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The Peaches Effect
We are the forgotten ones…. we are the children of addicts. Read this and remember us.
Addiction….it’s a dirty word. Close your eyes to it and you will miss them, the million or more children in the U.K living with the effects of some sort of parental addiction may it be alcohol, drugs, gambling or eating disorders.
I was dumbfounded when I overhead peoples reaction to Peaches Geldof’s premature death in April 2014. Yes, they talked of her beauty and free spirited ways but also of her selfishness and predictable downfall because she was “just like her mum”. It was almost like her death was already recorded in time. So then I wondered, what may I ask is the prognosis for her sons?
It was then I began to think that the general view of addicts from the public was unfair, but this was due to them being unfamiliar with such a gloomy issue. Children of Addicts therefore become invisible as the “spotlight” goes to the addict and they in turn live with this hefty burden which is unnecessary and avoidable if they receive the help and support they need. It was around this time I joined COAP (Children of Addicted Parents) and NACOA (National Association of Children of Alcoholic’s). They specifically exist to help the children not the addicts. I wanted to help these unseen children.
So, who are these forgotten ones? They are sons and daughters of doctors, teachers, and solicitors, politicians, shop workers, van drivers. That’s right, it’s not only the unemployed who are addicts. They are living in your street, they may be next door. They might even be your niece or nephew. Therein lies the problem, for all the registered addicts with children under the supervision of authority’s there is an addict who hides their dependence and their children are suffering. These children are unknown, they slip through the net and that’s how they want it.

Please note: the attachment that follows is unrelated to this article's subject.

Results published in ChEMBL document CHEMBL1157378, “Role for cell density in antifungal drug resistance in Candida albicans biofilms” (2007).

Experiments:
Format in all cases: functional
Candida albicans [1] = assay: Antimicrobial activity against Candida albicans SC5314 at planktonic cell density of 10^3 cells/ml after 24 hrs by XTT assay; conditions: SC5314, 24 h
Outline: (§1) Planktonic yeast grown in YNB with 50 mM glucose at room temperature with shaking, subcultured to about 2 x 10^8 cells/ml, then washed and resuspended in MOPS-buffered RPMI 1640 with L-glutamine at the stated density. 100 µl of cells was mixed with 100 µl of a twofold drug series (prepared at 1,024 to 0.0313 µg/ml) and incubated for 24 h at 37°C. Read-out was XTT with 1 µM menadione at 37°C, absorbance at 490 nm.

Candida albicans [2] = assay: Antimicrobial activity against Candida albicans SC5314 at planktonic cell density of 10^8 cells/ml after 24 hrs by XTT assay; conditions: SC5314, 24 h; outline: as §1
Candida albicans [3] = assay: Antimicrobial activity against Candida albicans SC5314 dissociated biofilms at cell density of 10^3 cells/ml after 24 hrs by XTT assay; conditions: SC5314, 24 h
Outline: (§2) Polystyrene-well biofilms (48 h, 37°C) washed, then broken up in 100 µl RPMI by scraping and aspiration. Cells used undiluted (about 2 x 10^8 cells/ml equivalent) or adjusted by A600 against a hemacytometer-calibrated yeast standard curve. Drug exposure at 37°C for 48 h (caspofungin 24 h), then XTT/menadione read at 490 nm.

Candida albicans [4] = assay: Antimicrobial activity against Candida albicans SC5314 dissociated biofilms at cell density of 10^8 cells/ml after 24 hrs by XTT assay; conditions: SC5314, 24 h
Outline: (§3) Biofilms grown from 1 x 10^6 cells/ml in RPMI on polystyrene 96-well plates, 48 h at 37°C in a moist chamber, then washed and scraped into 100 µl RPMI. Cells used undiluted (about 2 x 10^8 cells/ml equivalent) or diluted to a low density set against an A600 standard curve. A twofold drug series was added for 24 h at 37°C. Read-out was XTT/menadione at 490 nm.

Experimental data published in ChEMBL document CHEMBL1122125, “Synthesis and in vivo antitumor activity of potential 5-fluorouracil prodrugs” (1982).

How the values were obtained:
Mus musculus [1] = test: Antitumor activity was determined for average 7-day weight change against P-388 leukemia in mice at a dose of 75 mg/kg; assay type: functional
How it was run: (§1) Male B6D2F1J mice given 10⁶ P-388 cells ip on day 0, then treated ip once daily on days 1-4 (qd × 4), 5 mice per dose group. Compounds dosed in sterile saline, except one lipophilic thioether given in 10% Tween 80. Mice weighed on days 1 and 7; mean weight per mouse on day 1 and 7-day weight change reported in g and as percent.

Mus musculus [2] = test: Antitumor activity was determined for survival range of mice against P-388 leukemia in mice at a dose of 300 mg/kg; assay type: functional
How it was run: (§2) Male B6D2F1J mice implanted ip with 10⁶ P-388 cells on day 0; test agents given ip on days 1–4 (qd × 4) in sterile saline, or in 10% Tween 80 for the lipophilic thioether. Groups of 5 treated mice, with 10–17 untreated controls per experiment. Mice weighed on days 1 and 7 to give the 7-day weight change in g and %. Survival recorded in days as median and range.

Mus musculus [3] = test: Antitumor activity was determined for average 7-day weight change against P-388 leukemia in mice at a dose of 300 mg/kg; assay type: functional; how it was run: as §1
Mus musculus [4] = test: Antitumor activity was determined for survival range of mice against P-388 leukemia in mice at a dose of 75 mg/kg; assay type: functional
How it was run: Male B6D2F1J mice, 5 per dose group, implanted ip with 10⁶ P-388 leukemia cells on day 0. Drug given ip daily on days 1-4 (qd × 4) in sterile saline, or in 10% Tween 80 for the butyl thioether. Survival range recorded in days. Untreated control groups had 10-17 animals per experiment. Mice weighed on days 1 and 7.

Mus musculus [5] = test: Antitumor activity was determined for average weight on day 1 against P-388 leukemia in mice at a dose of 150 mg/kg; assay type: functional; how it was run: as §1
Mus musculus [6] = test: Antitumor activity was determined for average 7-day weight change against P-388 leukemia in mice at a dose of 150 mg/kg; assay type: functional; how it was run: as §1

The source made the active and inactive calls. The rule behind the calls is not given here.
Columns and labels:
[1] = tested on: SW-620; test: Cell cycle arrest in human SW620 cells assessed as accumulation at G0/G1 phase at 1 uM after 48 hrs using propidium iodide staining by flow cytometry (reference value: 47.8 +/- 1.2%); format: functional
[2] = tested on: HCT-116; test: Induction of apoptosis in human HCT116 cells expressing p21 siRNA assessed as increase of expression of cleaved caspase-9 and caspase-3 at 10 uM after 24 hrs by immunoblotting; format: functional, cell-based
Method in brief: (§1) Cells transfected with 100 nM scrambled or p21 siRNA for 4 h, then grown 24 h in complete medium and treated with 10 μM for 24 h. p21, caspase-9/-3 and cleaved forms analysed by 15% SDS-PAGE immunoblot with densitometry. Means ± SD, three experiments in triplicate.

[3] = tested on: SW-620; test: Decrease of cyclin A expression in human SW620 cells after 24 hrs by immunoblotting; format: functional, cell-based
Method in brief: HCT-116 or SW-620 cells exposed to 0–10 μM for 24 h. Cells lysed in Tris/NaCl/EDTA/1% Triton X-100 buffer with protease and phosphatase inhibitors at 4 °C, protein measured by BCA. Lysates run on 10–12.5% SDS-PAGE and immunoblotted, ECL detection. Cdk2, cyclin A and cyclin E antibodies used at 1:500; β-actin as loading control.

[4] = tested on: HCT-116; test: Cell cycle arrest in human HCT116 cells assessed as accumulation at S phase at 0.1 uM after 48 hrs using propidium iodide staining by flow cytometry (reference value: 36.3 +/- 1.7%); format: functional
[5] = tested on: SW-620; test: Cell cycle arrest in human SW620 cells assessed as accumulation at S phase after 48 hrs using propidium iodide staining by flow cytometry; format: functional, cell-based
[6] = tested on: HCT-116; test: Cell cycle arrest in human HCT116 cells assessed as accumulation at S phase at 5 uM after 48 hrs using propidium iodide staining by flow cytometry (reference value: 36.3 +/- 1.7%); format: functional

Let’s consider “Ana” for a moment. She is twelve years old and her Mum is an alcoholic. She can’t concentrate on her school work because she is tired and her mind is focused on what will await her when she gets home. It’s a guessing game some children play every day…best case scenario is her Mum had a good day and didn’t drink much, her dinner is on the table and she can tell her all about her day but this probably won’t be the case. She is most likely asleep or passed out on the sofa, wet and reeking of urine. Ana will check she is breathing, grab some food if there is any, and go to her room. Later her Mum will wake up irritated and charge into her room asking why Ana didn’t wake her and then accuse her of not caring. Maybe Ana will challenge her again about her drinking and ask her to stop or maybe she will stay silent because she gave up trying to get her Mum help a long time ago. She will spend the rest of her night worrying in case her Mum goes out to get more alcohol and have a fall on the way back, this would be the worst thing that could happen. Someone might bring her home and see the state of the house or the holes in her clothing and ask questions. Ana doesn’t want to be under social services, they might take her away from her Mum and she loves her too much.
Think about “Joseph”. He lives with his Mum, Dad and two brothers. He is nine years old. His Dad is a drug addict. He listens to his Mothers and his brothers cries every night. His Father has ran out of money again and is angry that his Mother doesn’t have any more to give him so he has hit her. He is scared of his Father and tries not to speak to him. Sometimes though everything is good and he loves him.
Isn’t it a disturbing fact that these children without help and guidance will become part of the Peaches Effect? They will follow in the dishonorable footsteps of their parents; they will develop anger issues, anxiety problems and could likely become addicted to any number of substances. All this to take away the existence they led as a child growing up with a parental addiction. It’s not their addiction but it becomes their problem. It’s unfair. It’s wrong. It’s happening every day.
Let’s fast forward a few years……Ana is a work colleague. She doesn’t participate in any social events because she is shy. You tend not to talk to her as she lost her temper with you last year over a trivial matter. Actually you tend to avoid her as you think she looks sad all the time. You hear something in the staff room months later about Ana being fired because she turned up late one day with a distinct smell of alcohol on her breath. Another member of staff recalls her from school, “ I might have known” she says, Ana lived down the road from her…….. “just like her Mum”.